Pautler contacted his superior, District Attorney David Thomas, briefly summarized events and told Thomas that he planned to talk with Neal pretending to be a defense attorney to facilitate the surrender. Thomas expressed some reservation about the plan but deferred to Pautler’s judgment because he was at the scene. Both Thomas and Pautler considered the situation to be very dangerous, believed the public to be at risk and thought extraordinary measures were required. Thomas told Pautler to do what he thought was necessary.

Pautler indicated to Deputy Sheriff Zimmerman that he would pose as a public defender but told her that she should use a different name to introduce him in order to conceal his true identity. Deputy Sheriff Zimmerman informed Neal that a public defender by the name of "Mark Palmer" had arrived, pretended to brief "Palmer" on the situation — including Neal’s wish to speak to a lawyer prior to surrendering — and handed the phone to Pautler.

Pautler spoke with Neal by phone on two separate occasions the evening of July 8, 1998, both times pretending to be a public defender. The entirety of those conversations is contained in exhibit 2 introduced at trial.2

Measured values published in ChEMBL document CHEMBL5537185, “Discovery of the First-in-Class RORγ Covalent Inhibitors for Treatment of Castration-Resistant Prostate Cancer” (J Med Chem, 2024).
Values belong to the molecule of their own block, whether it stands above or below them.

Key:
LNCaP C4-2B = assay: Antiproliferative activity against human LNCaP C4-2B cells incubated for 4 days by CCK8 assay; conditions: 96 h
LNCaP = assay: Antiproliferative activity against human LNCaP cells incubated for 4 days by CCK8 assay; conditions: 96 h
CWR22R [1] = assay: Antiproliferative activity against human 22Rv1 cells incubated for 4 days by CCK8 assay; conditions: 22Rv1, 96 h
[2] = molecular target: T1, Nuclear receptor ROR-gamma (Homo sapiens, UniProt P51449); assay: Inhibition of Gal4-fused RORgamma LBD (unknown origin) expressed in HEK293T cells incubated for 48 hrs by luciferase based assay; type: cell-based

At the time Pautler posed as a public defender, he intended to deceive Neal into believing that he was speaking to his lawyer. He knew that his deceptive conduct would be criticized by some and probably questioned by those enforcing the rules of professional conduct for attorneys. Pautler made a conscious choice to deceive Neal; he believed that the circumstances and attendant risk of Neal causing further harm to the public justified his conduct. In his judgment, the consequences of his deception were outweighed by Neal’s surrender.

At no time during his conversations with Neal did Pautler disclose that he was actually a deputy district attorney nor did he make any attempt to clarify the misunderstanding which had been created by the planned deception. After Pautler impersonated the public defender, Neal once again spoke to Deputy Sheriff Zimmerman and another representative of the Sheriff’s department. In addition, Neal was allowed to talk to a former acquaintance, a broadcast news journalist from one of the Denver television stations. Ultimately, Neal did surrender in accordance with the negotiations conducted by Deputy Sheriff Zimmerman without further incident.3 Although Pautler was present at the surrender site, he neither met Neal nor made arrangements for a public defender to be present. Thereafter, Pautler did not inform Neal, the public defender nor anyone else outside the Jefferson County District Attorney’s office of his deceptive actions on the night of July 8, 1998.